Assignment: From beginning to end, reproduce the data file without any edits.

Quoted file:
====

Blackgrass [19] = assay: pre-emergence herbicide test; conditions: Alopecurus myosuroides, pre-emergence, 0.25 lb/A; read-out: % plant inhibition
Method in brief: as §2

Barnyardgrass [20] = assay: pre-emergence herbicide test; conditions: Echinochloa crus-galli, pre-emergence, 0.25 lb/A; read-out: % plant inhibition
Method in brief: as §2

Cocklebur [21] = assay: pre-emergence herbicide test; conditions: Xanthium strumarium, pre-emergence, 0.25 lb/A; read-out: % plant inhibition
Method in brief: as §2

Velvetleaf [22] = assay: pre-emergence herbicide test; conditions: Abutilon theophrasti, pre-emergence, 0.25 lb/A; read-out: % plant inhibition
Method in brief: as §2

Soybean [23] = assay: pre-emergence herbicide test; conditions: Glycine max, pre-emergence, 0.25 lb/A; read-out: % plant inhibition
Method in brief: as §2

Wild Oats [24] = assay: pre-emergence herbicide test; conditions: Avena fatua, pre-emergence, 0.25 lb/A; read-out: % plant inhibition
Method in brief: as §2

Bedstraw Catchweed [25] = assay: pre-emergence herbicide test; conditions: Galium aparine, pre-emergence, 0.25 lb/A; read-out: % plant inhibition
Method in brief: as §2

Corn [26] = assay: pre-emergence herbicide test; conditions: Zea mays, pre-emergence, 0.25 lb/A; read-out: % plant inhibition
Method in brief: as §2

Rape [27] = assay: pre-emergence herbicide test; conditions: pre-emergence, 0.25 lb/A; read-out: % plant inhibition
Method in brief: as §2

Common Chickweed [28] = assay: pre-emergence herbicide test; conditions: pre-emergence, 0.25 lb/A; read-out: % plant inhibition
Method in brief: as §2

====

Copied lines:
Blackgrass [19] = assay: pre-emergence herbicide test; conditions: Alopecurus myosuroides, pre-emergence, 0.25 lb/A; read-out: % plant inhibition
Method in brief: as §2

Barnyardgrass [20] = assay: pre-emergence herbicide test; conditions: Echinochloa crus-galli, pre-emergence, 0.25 lb/A; read-out: % plant inhibition
Method in brief: as §2

Cocklebur [21] = assay: pre-emergence herbicide test; conditions: Xanthium strumarium, pre-emergence, 0.25 lb/A; read-out: % plant inhibition
Method in brief: as §2

Velvetleaf [22] = assay: pre-emergence herbicide test; conditions: Abutilon theophrasti, pre-emergence, 0.25 lb/A; read-out: % plant inhibition
Method in brief: as §2

Soybean [23] = assay: pre-emergence herbicide test; conditions: Glycine max, pre-emergence, 0.25 lb/A; read-out: % plant inhibition
Method in brief: as §2

Wild Oats [24] = assay: pre-emergence herbicide test; conditions: Avena fatua, pre-emergence, 0.25 lb/A; read-out: % plant inhibition
Method in brief: as §2

Bedstraw Catchweed [25] = assay: pre-emergence herbicide test; conditions: Galium aparine, pre-emergence, 0.25 lb/A; read-out: % plant inhibition
Method in brief: as §2

Corn [26] = assay: pre-emergence herbicide test; conditions: Zea mays, pre-emergence, 0.25 lb/A; read-out: % plant inhibition
Method in brief: as §2

Rape [27] = assay: pre-emergence herbicide test; conditions: pre-emergence, 0.25 lb/A; read-out: % plant inhibition
Method in brief: as §2

Common Chickweed [28] = assay: pre-emergence herbicide test; conditions: pre-emergence, 0.25 lb/A; read-out: % plant inhibition
Method in brief: as §2